The Carpathians belong to the European Alpine system, which was formed during the convergence and collision of the European and African plates. The study area, which comprises the Magura and Silesian nappes of the Outer Western Carpathians, were the locations of intensive folding and nappe transport during the Tertiary. There are a number of models depicting the changes in shapes and positions of the original sedimentary basins as a consequence of the above processes. However, it is this study that provides the first palaeomagnetic constraints for reconstructing the displacement history of the Silesian and Magura nappes during Tertiary. For the palaeomagnetic and anisotropy of the low-field magnetic susceptibility (AMS) studies 554 independently oriented cores were drilled, mostly from claystones, at 57 geographically distributed localities of Oligocene (and partly of Late Eocene in the Magura nappe) age. In the laboratory, the magnetic mineral identified was always magnetite, invariably accompanied by paramagnetic pyrite. The AMS measurements showed that the magnetic fabric was dominantly foliated. The foliation and bedding poles were very close at most of the localities, suggesting that the foliation was of sedimentary/compaction origin. Magnetic lineations, even if clustered at the locality level, did not exhibit a regional pattern for the Magura nappe. On the other hand, lineations related to folding were NE-SW oriented in the western and E-W oriented in the central and eastern segments of the Silesian nappe. Following the AMS measurements the samples were subjected to detailed stepwise demagnetization and analysis of the demagnetization curves that provided the input data for regional tilt tests. Both the tilt and inclination only tests suggested that the remanence is of post-folding age for the Magura nappe, showing a general 50° counterclockwise (CCW) rotation. Similar palaeomagnetic directions were observed for the central and eastern segments of the Silesian nappe, whereas a significantly larger CCW rotation for the western segment. The orientations of the AMS lineation directions averaged for the central, the eastern and the western segments of the Silesian nappe correspond to a 'rotated' palaeomagnetic pattern, as they are practically E-W oriented for the first two and NE-SW oriented for the third. The palaeomagnetic results of this study are interpreted in terms of a 50° 'en bloc' rotation in the CCW sense of the Magura and Silesian nappes during their Miocene emplacement. This result has two important implications. The first is that the CCW rotation of the nappes that accompanied the displacement of the flysch basins from SW to NE is not of Palaeogene age, as earlier suggested, but younger. The second is that the change in the stress field orientation during the Miocene, observed for the Silesian nappe is not a CW far field stress rotation, but the consequence of CCW block rotations. The larger CCW rotation observed in both the palaeomagnetic and AMS data sets for the western segment of the Silesian nappe relative to the central and eastern segments is connected to local block rotations in a left-lateral wrench corridor.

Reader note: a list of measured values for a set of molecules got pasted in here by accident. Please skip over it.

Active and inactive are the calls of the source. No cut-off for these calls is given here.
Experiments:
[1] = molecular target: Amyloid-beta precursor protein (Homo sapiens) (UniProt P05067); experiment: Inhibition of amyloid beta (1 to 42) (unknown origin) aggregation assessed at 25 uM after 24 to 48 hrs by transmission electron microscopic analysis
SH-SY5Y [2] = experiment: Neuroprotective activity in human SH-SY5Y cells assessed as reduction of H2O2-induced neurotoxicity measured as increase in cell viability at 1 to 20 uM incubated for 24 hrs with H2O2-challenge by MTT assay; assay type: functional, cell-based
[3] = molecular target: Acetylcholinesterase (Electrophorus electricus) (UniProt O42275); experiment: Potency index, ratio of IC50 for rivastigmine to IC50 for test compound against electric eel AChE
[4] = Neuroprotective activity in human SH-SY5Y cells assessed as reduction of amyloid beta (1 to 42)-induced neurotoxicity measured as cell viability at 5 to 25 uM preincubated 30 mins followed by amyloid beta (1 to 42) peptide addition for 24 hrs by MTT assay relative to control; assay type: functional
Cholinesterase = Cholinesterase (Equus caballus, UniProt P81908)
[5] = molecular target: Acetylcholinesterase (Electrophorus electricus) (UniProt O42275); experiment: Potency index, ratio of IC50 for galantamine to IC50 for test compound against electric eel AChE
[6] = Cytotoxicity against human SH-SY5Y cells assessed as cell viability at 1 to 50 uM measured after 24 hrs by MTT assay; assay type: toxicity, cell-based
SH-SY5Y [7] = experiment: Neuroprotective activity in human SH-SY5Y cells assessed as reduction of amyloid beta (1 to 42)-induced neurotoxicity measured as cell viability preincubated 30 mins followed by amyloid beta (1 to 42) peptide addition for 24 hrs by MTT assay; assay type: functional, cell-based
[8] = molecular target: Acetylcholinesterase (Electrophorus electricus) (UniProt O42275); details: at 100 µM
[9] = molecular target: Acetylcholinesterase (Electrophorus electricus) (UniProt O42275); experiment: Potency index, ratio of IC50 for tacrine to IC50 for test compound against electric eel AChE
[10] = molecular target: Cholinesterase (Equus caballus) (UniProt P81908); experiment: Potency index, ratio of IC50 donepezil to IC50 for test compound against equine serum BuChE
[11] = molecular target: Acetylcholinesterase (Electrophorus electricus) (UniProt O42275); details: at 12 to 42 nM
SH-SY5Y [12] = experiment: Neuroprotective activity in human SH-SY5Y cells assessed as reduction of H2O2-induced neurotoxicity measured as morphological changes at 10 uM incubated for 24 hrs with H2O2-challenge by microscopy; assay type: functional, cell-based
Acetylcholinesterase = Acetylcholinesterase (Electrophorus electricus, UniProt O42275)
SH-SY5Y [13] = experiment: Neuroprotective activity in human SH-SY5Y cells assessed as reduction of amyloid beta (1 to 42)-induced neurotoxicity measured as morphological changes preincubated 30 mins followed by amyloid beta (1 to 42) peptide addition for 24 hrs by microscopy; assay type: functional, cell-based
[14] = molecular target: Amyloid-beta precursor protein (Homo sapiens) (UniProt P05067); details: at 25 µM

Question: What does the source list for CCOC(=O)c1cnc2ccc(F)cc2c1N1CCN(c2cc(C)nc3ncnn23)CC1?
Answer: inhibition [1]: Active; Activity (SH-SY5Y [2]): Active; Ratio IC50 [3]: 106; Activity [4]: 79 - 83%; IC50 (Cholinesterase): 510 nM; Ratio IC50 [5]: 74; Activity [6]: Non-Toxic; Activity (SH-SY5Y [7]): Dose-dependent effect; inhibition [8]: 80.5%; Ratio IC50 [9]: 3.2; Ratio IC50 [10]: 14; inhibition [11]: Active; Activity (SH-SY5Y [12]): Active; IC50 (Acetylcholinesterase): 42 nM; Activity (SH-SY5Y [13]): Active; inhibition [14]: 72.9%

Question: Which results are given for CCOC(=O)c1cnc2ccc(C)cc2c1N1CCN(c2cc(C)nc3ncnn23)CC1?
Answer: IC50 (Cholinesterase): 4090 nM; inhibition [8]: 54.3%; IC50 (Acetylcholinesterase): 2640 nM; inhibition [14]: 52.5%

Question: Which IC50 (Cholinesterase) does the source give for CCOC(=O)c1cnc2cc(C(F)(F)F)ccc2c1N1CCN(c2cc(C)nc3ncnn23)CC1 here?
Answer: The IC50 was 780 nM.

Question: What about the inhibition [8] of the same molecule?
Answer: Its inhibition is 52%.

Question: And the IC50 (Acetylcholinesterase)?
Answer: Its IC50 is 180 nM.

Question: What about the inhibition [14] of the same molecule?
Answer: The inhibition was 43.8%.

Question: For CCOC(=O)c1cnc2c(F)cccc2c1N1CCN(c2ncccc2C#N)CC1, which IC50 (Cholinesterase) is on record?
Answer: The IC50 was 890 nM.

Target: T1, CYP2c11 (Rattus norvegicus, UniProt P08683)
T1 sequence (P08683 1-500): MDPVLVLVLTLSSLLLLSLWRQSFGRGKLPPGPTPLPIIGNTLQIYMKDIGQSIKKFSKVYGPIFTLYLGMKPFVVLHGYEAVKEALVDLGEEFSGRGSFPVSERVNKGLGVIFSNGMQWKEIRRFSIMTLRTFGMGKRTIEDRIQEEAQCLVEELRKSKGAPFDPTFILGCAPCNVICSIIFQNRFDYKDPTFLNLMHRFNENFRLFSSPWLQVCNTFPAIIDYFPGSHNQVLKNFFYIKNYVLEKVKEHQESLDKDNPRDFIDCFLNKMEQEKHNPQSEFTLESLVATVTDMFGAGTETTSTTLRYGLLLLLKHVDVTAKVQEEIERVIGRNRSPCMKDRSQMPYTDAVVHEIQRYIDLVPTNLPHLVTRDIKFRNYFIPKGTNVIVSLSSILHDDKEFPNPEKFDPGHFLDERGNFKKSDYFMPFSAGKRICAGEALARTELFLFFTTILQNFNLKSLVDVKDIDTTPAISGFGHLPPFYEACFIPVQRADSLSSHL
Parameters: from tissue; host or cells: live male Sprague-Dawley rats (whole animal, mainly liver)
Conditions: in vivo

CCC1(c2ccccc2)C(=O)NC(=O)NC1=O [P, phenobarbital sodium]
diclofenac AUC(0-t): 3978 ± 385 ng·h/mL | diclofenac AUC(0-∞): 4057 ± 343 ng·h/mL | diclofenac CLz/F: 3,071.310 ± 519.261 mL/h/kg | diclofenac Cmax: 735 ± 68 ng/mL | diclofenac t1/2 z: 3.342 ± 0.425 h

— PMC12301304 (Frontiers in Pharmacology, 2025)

- Continental margins: Convergent
- Palaeo magnetism applied to tectonics
ASJC Scopus subject areas
- Geochemistry and Petrology